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One of the great advantages of the international Corpus Vitrearum is that stained glass historians throughout the world meet regularly, share information and help one another. So it has proved with Thorney. After photographs of the panels were sent to the German CVMA in Freiburg, Dr. Hartmut Scholz recognized them as belonging to the same series as another panel, ‘Christ expelling the traders from the temple’, which was listed in the auction catalogue of the Hirn/Schieffer collection in 1824 before passing into the collection of Baronesse Liebig at Gondorf Castle and eventually into its current home at the Suermondt Museum in Aachen [fig. 9].

Fig. 11. The east window of Thorney Abbey Church, with visitors from the Harlaxton Symposium.

Fig. 11. The east window of Thorney Abbey Church, with visitors from the Harlaxton Symposium.

The Hirn/Schieffer collection, which included panels from the Cistercian Abbey at Altenberg, was formed in the aftermath of the Napoleonic invasions. The inclusion of a panel from the same set of those at Thorney suggests that all the panels came onto the art market at around the same time and were subsequently dispersed. A date of installation at Thorney sometime around 1840–41, when the well-known Victorian ecclesiastical architect Edward Blore (1787–1879) restored the church for Francis Russell, the 7th duke of Bedford KG, PC (13 May 1788 – 14 May 1861), now seems far more likely than 1638 (fig. 10). Unfortunately, it has not yet been possible to determine the original location of the Thorney panels.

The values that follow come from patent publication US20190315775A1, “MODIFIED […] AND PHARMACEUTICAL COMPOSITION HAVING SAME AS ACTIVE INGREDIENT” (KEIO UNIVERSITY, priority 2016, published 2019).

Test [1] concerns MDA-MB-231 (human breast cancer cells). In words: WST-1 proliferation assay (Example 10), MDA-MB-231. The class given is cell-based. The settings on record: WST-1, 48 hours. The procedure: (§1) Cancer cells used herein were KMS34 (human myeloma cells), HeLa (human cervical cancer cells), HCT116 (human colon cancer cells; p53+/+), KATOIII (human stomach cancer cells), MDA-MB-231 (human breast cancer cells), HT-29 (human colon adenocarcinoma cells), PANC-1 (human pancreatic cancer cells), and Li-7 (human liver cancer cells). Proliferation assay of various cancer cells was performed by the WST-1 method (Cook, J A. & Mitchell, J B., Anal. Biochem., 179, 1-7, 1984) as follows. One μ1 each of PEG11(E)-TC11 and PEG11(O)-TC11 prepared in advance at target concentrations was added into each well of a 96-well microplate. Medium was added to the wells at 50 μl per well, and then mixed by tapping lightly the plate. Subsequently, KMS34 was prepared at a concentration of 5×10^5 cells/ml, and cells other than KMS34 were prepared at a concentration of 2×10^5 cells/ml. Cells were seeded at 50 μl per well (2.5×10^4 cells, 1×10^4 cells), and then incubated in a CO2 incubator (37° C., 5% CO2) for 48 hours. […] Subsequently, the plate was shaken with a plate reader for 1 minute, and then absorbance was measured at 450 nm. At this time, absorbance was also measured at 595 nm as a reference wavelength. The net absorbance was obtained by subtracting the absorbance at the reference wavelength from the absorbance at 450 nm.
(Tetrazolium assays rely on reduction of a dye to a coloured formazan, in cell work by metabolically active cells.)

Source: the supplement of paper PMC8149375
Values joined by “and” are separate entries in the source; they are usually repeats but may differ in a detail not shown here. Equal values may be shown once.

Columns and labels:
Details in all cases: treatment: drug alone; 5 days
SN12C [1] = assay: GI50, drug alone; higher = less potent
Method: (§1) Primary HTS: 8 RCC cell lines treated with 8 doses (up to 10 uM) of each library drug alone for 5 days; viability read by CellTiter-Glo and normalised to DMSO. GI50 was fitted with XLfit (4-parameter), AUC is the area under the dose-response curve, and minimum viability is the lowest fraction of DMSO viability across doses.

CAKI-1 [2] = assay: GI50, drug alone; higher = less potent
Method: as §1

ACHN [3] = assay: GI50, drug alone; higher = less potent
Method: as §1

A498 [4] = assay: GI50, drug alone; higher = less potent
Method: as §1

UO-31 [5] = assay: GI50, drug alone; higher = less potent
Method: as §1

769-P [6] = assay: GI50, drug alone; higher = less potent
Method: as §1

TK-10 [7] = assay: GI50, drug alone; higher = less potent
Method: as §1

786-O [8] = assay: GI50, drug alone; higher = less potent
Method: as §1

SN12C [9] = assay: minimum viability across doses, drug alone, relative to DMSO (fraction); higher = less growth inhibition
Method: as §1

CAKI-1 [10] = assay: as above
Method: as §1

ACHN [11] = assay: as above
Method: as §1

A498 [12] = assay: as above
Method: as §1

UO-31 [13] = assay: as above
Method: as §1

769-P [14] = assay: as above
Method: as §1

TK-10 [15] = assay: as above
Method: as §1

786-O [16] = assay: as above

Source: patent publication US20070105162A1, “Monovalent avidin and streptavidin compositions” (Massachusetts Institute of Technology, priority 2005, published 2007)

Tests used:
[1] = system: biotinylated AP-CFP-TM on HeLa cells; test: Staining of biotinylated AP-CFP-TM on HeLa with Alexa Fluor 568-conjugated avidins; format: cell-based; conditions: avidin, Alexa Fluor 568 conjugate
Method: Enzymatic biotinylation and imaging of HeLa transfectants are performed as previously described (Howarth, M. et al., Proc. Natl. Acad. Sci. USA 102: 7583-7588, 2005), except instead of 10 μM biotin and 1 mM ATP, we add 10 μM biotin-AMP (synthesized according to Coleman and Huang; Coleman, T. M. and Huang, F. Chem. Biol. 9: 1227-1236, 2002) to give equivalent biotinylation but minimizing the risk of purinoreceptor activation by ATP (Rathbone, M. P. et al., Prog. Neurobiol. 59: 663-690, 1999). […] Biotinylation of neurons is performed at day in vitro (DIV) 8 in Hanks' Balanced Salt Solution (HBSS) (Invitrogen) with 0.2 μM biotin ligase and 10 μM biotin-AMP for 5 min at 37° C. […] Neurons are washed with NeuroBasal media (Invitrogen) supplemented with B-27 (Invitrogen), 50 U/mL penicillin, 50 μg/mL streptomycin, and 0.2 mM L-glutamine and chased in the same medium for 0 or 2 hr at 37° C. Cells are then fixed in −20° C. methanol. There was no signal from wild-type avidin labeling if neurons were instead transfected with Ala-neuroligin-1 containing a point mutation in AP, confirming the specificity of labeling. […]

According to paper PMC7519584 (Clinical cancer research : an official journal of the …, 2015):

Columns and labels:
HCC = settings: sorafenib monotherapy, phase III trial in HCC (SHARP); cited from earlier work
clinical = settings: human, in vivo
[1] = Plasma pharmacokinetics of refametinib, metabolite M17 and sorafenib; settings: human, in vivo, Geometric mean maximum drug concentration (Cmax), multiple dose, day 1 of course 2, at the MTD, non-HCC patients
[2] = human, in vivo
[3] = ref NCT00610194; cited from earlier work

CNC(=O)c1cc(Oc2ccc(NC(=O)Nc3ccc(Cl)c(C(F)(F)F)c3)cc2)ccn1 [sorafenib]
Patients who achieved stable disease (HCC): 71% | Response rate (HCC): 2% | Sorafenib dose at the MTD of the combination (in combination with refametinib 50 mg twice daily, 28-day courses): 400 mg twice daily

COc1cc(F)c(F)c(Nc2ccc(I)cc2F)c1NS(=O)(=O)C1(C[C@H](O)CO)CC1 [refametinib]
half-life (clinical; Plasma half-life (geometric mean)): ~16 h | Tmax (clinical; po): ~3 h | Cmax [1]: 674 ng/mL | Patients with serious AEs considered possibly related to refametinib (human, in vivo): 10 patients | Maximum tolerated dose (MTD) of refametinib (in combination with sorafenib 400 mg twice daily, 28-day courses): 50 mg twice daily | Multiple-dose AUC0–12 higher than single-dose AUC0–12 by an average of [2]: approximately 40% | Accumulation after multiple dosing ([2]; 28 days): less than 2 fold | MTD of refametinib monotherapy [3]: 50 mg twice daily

Apart from the German glass discussed above, the church also contains various heraldic shields, some of pre-Reformation date, known to have been introduced in 1840–41. The second, third, and fourth windows on the north have the following shields of arms respectively: Russell, early 19th century; John of Gaunt, late 14th century; and Henry VIII impaling Katharine of Aragon, first half of the 16th century. The second window on the south has the royal arms, of early 16th-century date. The church also features a large nineteenth-century east window scheme that copies scenes from the St Thomas Becket miracle windows in Canterbury Cathedral [fig. 11].

Historical Note